But I digress.. How did I like the book?

Basic Plot:

Adam (nerdy dude) is saved by a hunky cowboy named Denver when accosted in the laundromat by some drunk frat boys.  Hot sex ensues and a relationship develops, but both men bring a lot of “dirty laundry” to the table.  Can they overcome their own problems and accept that the other is just the right support they need?

Adam Ellery:

Adam is a graduate student finishing up his doctorate in Entomology.  We learn slowly how from his childhood on, his life is controlled by his OCD.  So much so that, he is distant to his parents who really do not understand him, has only had one serious relationship (Brad) that ended poorly, and the world of academia is the only thing that makes sense to him and helps to keep his disorders bearable.

That was the crux of obsessive-compulsive disorder.  It refused to allow the sufferer to deal with the fact that the world was crowded with uncertainty.  No decision could ever be the right one because there was no such thing.

While not everyone has OCD, I think Adam is a character that we can all relate.  We all have times of anxiety, but unlike many of us, Adam’s problems are not something easily shaken off.  We all know someone who doesn’t want to touch anything without cleaning it first.  Did you lock the door?  What if someone laughs at me and how I dress?  What if I fail?  These can all start with sound fears and questions, but unfortunately the sufferer does not have the ability to on their own refute the voice of doubt.  For someone with anxiety, these questions are constantly running through their mind, causing self-doubt that can lead to depression.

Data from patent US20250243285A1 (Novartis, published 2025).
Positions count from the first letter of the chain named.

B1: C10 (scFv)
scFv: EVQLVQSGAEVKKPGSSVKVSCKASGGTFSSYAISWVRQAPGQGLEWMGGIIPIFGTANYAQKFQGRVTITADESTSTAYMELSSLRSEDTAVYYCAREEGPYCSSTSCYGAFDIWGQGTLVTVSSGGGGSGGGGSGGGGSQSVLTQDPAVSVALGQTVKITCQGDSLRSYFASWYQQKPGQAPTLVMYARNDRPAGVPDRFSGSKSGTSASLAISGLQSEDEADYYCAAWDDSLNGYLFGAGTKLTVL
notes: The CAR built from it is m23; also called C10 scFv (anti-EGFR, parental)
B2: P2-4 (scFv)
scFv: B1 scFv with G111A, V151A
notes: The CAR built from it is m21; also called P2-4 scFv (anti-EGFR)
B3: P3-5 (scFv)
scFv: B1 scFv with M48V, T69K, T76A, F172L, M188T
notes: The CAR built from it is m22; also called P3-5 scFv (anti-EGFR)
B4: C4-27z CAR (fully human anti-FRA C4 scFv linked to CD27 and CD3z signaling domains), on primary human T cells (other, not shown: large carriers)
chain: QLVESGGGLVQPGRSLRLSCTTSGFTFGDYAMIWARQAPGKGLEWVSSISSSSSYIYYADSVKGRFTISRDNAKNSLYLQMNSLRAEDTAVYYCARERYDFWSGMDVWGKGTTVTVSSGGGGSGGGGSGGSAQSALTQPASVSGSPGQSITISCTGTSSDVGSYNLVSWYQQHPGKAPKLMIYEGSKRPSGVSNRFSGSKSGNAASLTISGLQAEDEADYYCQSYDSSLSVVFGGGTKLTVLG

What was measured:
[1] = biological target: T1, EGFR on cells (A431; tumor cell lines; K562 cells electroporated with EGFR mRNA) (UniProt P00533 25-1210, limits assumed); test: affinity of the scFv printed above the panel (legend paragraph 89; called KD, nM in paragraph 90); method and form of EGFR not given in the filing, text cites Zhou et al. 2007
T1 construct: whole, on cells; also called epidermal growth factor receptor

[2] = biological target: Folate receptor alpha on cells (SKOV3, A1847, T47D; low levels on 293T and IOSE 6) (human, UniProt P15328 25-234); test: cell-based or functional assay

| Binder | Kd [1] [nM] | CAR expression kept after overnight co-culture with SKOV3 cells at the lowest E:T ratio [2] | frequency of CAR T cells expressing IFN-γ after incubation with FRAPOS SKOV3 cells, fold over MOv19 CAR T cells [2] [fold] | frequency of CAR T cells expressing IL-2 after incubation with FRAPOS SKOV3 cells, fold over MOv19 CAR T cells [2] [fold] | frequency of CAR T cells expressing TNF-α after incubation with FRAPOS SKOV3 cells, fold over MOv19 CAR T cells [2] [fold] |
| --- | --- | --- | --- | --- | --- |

As a delectable cherry on the top of his neurotic sundae, in addition to depression and anxiety, Adam suffered from a rather sophisticated case of obsessive-compulsive disorder.  Oh, everyone could make jokes about hand washing and cleaning things and alphabetizing the cupboard, but in Adam’s experience, very little was laughable.  Inside the tortured confines of his mind, everything had to be Just So or the world would not continue to turn properly on its axis.  He found comfort int he knowledge he didn’t have something truly crippling, like the poor boy who couldn’t reply in conversation until he’d repeated the words spoken to him by someone else backward in his head.

There was one very large OCD handicap, however, that got in his way  more than any other:  Adam didn’t know how to navigate the anxiety morass that was people and their respective spaces.